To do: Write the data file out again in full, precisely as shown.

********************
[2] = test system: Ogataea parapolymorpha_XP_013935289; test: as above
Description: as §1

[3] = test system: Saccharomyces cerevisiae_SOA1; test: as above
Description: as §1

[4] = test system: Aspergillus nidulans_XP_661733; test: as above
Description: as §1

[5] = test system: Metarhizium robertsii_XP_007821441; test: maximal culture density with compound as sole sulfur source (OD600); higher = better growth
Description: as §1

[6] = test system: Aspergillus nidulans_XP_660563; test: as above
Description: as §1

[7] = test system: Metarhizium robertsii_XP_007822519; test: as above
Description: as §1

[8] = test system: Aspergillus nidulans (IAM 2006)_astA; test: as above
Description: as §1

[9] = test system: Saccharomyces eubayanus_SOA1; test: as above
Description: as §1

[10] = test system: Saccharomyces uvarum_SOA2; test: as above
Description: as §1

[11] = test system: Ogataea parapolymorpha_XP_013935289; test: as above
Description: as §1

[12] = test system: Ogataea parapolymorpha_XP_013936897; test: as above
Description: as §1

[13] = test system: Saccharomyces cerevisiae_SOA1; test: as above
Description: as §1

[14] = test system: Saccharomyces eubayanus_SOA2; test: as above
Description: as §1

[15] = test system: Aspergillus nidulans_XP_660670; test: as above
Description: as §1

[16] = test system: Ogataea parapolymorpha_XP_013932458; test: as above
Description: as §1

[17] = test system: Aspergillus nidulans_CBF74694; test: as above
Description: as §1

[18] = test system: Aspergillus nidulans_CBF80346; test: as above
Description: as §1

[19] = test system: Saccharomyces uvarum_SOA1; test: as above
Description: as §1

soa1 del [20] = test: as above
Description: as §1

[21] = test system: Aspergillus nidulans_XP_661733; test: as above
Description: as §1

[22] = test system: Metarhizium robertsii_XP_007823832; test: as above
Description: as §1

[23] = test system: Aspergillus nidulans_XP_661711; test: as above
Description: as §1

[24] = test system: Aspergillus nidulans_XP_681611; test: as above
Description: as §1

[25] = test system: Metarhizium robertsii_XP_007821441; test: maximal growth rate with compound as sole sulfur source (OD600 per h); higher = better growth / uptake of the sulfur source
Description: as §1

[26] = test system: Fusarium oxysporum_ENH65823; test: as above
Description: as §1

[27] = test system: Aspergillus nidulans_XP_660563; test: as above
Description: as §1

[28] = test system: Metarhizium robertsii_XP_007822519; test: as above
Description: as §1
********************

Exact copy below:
[2] = test system: Ogataea parapolymorpha_XP_013935289; test: as above
Description: as §1

[3] = test system: Saccharomyces cerevisiae_SOA1; test: as above
Description: as §1

[4] = test system: Aspergillus nidulans_XP_661733; test: as above
Description: as §1

[5] = test system: Metarhizium robertsii_XP_007821441; test: maximal culture density with compound as sole sulfur source (OD600); higher = better growth
Description: as §1

[6] = test system: Aspergillus nidulans_XP_660563; test: as above
Description: as §1

[7] = test system: Metarhizium robertsii_XP_007822519; test: as above
Description: as §1

[8] = test system: Aspergillus nidulans (IAM 2006)_astA; test: as above
Description: as §1

[9] = test system: Saccharomyces eubayanus_SOA1; test: as above
Description: as §1

[10] = test system: Saccharomyces uvarum_SOA2; test: as above
Description: as §1

[11] = test system: Ogataea parapolymorpha_XP_013935289; test: as above
Description: as §1

[12] = test system: Ogataea parapolymorpha_XP_013936897; test: as above
Description: as §1

[13] = test system: Saccharomyces cerevisiae_SOA1; test: as above
Description: as §1

[14] = test system: Saccharomyces eubayanus_SOA2; test: as above
Description: as §1

[15] = test system: Aspergillus nidulans_XP_660670; test: as above
Description: as §1

[16] = test system: Ogataea parapolymorpha_XP_013932458; test: as above
Description: as §1

[17] = test system: Aspergillus nidulans_CBF74694; test: as above
Description: as §1

[18] = test system: Aspergillus nidulans_CBF80346; test: as above
Description: as §1

[19] = test system: Saccharomyces uvarum_SOA1; test: as above
Description: as §1

soa1 del [20] = test: as above
Description: as §1

[21] = test system: Aspergillus nidulans_XP_661733; test: as above
Description: as §1

[22] = test system: Metarhizium robertsii_XP_007823832; test: as above
Description: as §1

[23] = test system: Aspergillus nidulans_XP_661711; test: as above
Description: as §1

[24] = test system: Aspergillus nidulans_XP_681611; test: as above
Description: as §1

[25] = test system: Metarhizium robertsii_XP_007821441; test: maximal growth rate with compound as sole sulfur source (OD600 per h); higher = better growth / uptake of the sulfur source
Description: as §1

[26] = test system: Fusarium oxysporum_ENH65823; test: as above
Description: as §1

[27] = test system: Aspergillus nidulans_XP_660563; test: as above
Description: as §1

[28] = test system: Metarhizium robertsii_XP_007822519; test: as above
Description: as §1